Sunday, January 30, 2011

Fast - Cheap - Good: Pick Two

Here's a marketing tool that I've found helpful: in any given project, a product can be fast, cheap, and/or good. But it can only be two of the three. Let's look at this through the lens of a songwriter.

If you're interested in getting a song recorded, there are three scenarios:

Fast Cheap Good1. Fast/Cheap

There's an audio engineer friend who is looking for some recording experience. He said he'd record your song at his place if you buy him lunch. Fast and cheap, but what level of quality should be expected?

2. Cheap/Good

There's a family friend who has had success over the years recording well-known artists. As a favor, he offered you the opportunity to come into his studio when it's available to record some songs. He even said he'd be willing to mix them. It's no cost, and the quality is top-notch. But how long will it be before he has a free day to mix your song?

3. Fast/Good

There's a professional audio engineer in town who has gained a reputation for not only getting great-quality recordings, but mixing them the very next day. Nothing's better to a songwriter or publisher than getting a final mix so soon, but how much is that going to cost?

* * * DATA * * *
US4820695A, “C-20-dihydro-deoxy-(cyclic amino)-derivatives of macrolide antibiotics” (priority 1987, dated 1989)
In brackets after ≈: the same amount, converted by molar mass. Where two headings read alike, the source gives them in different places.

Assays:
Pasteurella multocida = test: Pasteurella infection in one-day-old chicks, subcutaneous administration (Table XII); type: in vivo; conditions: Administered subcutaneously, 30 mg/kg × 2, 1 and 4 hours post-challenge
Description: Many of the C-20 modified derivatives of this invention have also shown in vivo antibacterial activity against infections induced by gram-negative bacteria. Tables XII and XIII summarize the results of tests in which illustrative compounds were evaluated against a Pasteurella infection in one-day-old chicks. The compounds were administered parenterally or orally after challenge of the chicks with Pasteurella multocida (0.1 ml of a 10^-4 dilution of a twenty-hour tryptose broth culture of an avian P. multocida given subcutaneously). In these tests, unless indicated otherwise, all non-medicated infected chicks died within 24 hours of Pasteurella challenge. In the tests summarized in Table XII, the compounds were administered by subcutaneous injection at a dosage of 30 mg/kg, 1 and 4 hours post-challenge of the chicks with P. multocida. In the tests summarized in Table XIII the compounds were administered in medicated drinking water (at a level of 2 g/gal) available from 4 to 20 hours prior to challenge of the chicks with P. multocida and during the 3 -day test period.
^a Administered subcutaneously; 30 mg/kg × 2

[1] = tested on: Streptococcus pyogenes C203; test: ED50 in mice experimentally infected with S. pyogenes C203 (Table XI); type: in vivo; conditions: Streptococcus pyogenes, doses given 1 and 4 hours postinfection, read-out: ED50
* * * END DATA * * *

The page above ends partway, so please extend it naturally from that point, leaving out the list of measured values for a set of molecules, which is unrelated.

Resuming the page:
The best audio engineer of all is the one who makes you feel like you got a recording that was all three of the above: cheap, good and fast. It's your job to figure out which one of the three it's not!

Keep writing,


Friday, January 28, 2011

Finding Niches in a Troubled Industry

Wondering if there's a spot in the music business for you? Here are some encouraging stories, including a shout out to The Songbird Project.

Dr. Jeff Cornwall is my former professor and head of Belmont University's Entrepreneurship Department. He knows what he's talking about. And he has a blog. Check it out here.

Keep writing,


"The House That Built Me" by Tom Douglas and Allen Shamblin

Here's a great story of the twists and turns a song can take on its way to success:

"The House That Built Me" (written by Tom Douglas and Allen Shamblin)

Keep writing,


Thursday, January 27, 2011

Digital Salvation

A bride is walking down the aisle during her wedding ceremony. Instead of taking in the once-in-a-lifetime moment, she pulls out her Blackberry and checks her email. Or maybe she's updating her status, as if noting her experience in cyberspace validates what is happening in reality.

This scene, along with many others (including a family of four sitting around the dinner table while mindlessly staring at their phones), are portrayed in a recent commercial by Microsoft. The ad humorously point out everyday situations where people get into trouble by paying too close attention to their devices. But as the saying goes, much truth is said in jest.

As songwriters, this matters. Big time. When distracted, we miss out on the richness of life - the very material with which art is created. We have to ask ourselves whether technology is helping or hindering our creative endeavors.